• Diagnosis and management of microvascular complications
  • Individualising glycaemic treatment targets depending on patient wishes, comorbidities and hypoglycaemia risk Optimal blood pressure control
  • Consider evaluation for autonomic neuropathy given longstanding diabetes with peripheral neuropathy in a frail elderly patient with falls
  • Lying and standing BP and refer for further testing if required
  • Management of diabetic neuropathy, prevention of foot ulcers
  • Assess and manage osteoporosis/renal bone disease

What is your management plan?

  1. Patient’s age, medical co-morbidities, frailty and recurrent hypoglycaemia with injuries suggest that an HbA1c target of 64 mmol/mol (8%) would be appropriate.
  2. Reduce dose of Metformin to 1g, given renal impairment.
  3. Stop Gliclazide.
  4. Start DPP-4 inhibitor at dose appropriate for renal function.
  5. Titrate anti-hypertensive therapy as tolerated.
  6. Referral to dietician and diabetes educator to review diet and self-management of diabetes particularly prevention and management of hypoglycaemia.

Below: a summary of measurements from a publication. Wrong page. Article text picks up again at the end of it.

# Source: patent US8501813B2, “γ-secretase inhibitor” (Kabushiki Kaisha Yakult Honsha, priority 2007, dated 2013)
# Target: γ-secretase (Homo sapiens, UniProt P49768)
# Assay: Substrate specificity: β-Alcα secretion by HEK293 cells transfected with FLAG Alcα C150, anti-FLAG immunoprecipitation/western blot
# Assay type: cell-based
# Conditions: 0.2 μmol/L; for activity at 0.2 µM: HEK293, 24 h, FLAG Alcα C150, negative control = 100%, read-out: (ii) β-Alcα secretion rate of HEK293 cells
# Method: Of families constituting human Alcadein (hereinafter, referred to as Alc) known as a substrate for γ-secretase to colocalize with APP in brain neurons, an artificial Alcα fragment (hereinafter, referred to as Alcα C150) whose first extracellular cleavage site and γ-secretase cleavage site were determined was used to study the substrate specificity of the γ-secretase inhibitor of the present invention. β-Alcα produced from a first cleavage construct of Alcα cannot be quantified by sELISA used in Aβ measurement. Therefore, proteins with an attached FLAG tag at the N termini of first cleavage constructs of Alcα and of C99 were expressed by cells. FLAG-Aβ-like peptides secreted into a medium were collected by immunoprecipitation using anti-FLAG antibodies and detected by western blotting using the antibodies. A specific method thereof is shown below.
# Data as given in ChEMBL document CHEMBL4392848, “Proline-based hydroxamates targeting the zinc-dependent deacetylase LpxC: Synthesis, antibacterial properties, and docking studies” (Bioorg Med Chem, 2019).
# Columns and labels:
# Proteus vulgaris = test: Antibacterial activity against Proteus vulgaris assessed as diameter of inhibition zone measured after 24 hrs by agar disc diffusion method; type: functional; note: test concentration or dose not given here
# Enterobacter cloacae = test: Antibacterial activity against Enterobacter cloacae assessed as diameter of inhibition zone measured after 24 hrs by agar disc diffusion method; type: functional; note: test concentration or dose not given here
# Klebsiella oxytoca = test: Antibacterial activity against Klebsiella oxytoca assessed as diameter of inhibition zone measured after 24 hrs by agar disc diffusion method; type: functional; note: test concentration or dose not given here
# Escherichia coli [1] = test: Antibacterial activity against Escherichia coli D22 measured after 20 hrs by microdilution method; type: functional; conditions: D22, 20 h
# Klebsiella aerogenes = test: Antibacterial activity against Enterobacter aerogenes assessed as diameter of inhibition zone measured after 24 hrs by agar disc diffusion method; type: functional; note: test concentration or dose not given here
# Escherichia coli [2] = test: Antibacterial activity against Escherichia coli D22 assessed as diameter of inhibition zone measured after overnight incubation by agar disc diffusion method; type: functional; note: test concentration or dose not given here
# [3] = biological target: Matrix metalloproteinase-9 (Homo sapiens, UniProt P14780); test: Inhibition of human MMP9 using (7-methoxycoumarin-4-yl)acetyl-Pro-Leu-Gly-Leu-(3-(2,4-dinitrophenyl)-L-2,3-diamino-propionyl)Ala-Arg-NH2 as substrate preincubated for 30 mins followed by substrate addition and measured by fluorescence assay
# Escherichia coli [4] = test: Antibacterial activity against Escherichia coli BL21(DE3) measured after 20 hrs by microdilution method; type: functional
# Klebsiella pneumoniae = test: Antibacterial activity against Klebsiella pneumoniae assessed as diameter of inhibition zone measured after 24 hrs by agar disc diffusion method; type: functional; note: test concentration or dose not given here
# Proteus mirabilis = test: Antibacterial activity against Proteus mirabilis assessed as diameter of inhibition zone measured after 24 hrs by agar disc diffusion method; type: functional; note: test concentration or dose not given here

7. Complete complication screen with ophthalmology review.
  8. Refer to podiatry for assistance with nail care and provision of appropriate footwear. Advise patient of the importance of daily foot examination given neuropathy.
  9. Advise use of a safety alert alarm.


Visit Two

Eleanoa is now comfortable with managing hypoglycaemia following her education session with the diabetes educator. The hypoglycaemia has stopped and hypoglycaemia awareness has returned. However, her renal function has declined further with eGFR now 35 ml/min/m2.

Elenoa is adamant that she will not consider dialysis. She is awaiting review by the renal team at the local hospital (to exclude other causes of kidney disease and to optimise management). Eye review indicates non-proliferative diabetic retinopathy.

Current medications

Metformin 1g daily
Linagliptin 5mg daily
Perindopril 4mg daily
Aspirin 100mg daily


Blood pressure 140/80